A nation divided. The blue and the grey, the red and the blue. Wars, cultural and other-wise, are still familiar to Americans 140 years after our Civil War. But A Few Stout Individuals by John ***image1***Guare (Six Degrees of Separation), based on the writing of Ulysses S Grant's Personal Memoirs, isn't about the divisions of war. It's about the divisions of memory.
The play is set in 1885 after Grant's presidency. We find the old general (Gene Rucker) ailing in his Manhattan apartment. He's in disgrace and debt. His livelihood depends upon the publication of his unwritten memoirs, which Rebel deserter Mark Twain (played lightly and convincingly by Jonathan Dixon), has undertaken to publish.
But Grant, addled by a cocktail of morphine, cocaine and brandy to ease the symptoms of his throat cancer, can't remember a thing. Urged on by Twain and his doting wife (Mia Ulibarri), Grant painstakingly configures his memoirs via the appearance of a cast of characters from his past liberally recreating history onstage. In a neat trick, Grant interacts simultaneously with what is present and real and what is past and imagined, successfully portraying the foibles of a dementia-leaning brain.
Grant's relationship with an adoring and enchanting Emperor and Empress of Japan is a pivotal touchstone in the play, as what the frail old giant needs to complete his memoirs may only be reached through circuitous fantasy. ***image2***The stage is continually littered with characters crouching in the periphery, as if in the corners of the mind. And though Grant's family and erstwhile publisher are present, most of the action is known only to Grant. Nicholas Masson as the Emperor does wonders with his sad, stern eyes and authoritative voice. Alexandra Reifarth deserves special mention as the beautiful Empress. Her performance is one long ballet of graceful movement and nuance.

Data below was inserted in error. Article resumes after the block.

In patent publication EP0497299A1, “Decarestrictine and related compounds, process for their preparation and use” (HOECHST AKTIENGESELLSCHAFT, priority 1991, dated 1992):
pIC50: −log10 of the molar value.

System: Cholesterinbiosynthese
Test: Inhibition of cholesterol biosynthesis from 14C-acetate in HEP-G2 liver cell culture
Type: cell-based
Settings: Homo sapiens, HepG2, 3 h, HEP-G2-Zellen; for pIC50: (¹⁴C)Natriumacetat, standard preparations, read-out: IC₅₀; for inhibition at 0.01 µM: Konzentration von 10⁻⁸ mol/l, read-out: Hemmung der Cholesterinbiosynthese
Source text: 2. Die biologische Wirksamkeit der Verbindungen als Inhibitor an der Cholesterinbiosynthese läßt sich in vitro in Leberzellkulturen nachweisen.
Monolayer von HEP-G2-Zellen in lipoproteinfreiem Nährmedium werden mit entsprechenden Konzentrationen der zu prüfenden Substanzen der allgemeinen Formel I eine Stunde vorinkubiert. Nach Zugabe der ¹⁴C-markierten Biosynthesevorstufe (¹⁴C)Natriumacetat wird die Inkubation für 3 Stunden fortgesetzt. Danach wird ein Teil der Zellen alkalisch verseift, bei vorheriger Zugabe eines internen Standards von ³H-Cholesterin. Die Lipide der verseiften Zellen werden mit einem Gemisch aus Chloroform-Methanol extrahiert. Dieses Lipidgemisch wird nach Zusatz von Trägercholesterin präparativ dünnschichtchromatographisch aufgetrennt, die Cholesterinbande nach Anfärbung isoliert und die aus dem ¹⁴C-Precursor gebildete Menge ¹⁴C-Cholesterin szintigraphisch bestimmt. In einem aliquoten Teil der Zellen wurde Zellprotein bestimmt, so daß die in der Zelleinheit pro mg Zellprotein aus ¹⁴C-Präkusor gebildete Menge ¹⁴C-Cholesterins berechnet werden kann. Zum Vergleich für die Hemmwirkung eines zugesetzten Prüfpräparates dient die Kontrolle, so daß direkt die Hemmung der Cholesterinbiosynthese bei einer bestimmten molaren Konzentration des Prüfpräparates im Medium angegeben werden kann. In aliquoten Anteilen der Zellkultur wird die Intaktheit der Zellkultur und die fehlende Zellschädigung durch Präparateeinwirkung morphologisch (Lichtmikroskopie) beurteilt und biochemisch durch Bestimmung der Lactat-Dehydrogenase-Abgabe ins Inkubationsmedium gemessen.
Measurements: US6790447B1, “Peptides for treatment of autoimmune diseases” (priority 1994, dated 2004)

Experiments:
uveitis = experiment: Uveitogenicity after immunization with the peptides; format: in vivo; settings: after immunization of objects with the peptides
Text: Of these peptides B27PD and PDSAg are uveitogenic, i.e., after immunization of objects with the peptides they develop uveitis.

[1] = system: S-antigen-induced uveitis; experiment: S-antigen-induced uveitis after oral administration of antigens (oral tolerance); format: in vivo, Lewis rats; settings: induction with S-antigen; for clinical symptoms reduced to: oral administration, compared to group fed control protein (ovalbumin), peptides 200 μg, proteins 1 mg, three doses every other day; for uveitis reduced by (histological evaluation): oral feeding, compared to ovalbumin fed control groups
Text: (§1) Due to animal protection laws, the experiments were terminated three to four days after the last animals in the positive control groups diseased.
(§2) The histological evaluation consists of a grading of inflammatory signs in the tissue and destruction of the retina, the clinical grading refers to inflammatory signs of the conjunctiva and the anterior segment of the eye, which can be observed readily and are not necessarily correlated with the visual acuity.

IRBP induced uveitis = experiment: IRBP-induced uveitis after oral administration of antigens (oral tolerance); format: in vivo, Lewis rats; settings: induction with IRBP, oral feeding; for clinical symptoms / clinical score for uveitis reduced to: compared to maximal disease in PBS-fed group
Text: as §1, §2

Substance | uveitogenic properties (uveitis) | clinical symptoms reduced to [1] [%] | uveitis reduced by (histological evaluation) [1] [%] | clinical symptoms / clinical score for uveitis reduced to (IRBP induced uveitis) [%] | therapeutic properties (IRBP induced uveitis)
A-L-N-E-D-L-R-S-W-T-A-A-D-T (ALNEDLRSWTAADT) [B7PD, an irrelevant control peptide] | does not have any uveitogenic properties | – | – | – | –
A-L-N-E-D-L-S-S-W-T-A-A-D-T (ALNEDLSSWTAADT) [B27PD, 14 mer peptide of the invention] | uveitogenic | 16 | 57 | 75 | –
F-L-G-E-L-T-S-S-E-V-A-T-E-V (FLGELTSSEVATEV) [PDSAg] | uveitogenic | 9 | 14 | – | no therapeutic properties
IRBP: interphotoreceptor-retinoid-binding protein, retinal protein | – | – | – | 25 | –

The characters of the ailing and loaded Grant's imagination are far preferable, both to Grant and the audience, to the scramblings of his immediate family. The running time is long and too much dialogue is devoted to Grant's unworthy and irritating progeny who act with all the depth and color of sitcom foils.
The play resonates beyond an exercise in history and stagecraft because the question of what we choose to do with memory is vital and emanates from the fantastical inner world we each, as individuals, inhabit. In fact, it's too bad the play merely turned a cold shoulder to reality when it could have given it the finger.